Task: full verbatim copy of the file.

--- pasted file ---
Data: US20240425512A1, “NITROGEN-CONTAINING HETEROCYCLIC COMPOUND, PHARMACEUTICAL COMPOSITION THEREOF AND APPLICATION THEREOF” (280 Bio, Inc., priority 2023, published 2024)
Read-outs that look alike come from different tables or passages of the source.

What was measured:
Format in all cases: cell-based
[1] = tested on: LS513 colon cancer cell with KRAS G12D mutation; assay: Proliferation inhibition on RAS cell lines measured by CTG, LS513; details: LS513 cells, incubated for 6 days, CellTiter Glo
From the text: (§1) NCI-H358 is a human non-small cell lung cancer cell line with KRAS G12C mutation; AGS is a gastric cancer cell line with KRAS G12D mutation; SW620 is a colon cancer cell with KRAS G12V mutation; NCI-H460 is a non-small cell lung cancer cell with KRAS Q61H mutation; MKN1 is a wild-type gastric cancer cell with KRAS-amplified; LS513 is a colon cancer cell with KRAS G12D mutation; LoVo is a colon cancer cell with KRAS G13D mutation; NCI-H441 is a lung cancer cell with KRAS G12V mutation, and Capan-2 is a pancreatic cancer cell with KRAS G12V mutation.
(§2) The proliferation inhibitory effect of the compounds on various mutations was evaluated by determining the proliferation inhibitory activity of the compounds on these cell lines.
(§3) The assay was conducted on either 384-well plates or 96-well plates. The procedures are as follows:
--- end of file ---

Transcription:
Data: US20240425512A1, “NITROGEN-CONTAINING HETEROCYCLIC COMPOUND, PHARMACEUTICAL COMPOSITION THEREOF AND APPLICATION THEREOF” (280 Bio, Inc., priority 2023, published 2024)
Read-outs that look alike come from different tables or passages of the source.

What was measured:
Format in all cases: cell-based
[1] = tested on: LS513 colon cancer cell with KRAS G12D mutation; assay: Proliferation inhibition on RAS cell lines measured by CTG, LS513; details: LS513 cells, incubated for 6 days, CellTiter Glo
From the text: (§1) NCI-H358 is a human non-small cell lung cancer cell line with KRAS G12C mutation; AGS is a gastric cancer cell line with KRAS G12D mutation; SW620 is a colon cancer cell with KRAS G12V mutation; NCI-H460 is a non-small cell lung cancer cell with KRAS Q61H mutation; MKN1 is a wild-type gastric cancer cell with KRAS-amplified; LS513 is a colon cancer cell with KRAS G12D mutation; LoVo is a colon cancer cell with KRAS G13D mutation; NCI-H441 is a lung cancer cell with KRAS G12V mutation, and Capan-2 is a pancreatic cancer cell with KRAS G12V mutation.
(§2) The proliferation inhibitory effect of the compounds on various mutations was evaluated by determining the proliferation inhibitory activity of the compounds on these cell lines.
(§3) The assay was conducted on either 384-well plates or 96-well plates. The procedures are as follows: